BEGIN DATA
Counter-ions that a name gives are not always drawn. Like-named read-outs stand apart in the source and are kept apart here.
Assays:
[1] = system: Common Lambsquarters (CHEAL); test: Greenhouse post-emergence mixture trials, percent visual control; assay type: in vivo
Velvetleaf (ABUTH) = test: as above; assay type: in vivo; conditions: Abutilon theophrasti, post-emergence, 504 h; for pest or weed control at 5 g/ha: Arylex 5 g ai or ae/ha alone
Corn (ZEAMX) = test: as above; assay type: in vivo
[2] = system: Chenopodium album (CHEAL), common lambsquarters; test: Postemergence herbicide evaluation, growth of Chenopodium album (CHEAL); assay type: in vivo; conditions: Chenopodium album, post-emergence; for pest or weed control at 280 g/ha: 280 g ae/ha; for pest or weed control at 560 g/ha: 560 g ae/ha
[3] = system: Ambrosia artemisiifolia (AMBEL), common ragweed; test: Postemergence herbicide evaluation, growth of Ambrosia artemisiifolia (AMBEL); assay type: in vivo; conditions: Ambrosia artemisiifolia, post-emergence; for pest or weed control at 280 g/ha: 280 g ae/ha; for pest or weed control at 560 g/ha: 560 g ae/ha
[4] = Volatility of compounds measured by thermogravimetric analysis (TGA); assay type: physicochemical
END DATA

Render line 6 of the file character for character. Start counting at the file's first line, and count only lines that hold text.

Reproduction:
[2] = system: Chenopodium album (CHEAL), common lambsquarters; test: Postemergence herbicide evaluation, growth of Chenopodium album (CHEAL); assay type: in vivo; conditions: Chenopodium album, post-emergence; for pest or weed control at 280 g/ha: 280 g ae/ha; for pest or weed control at 560 g/ha: 560 g ae/ha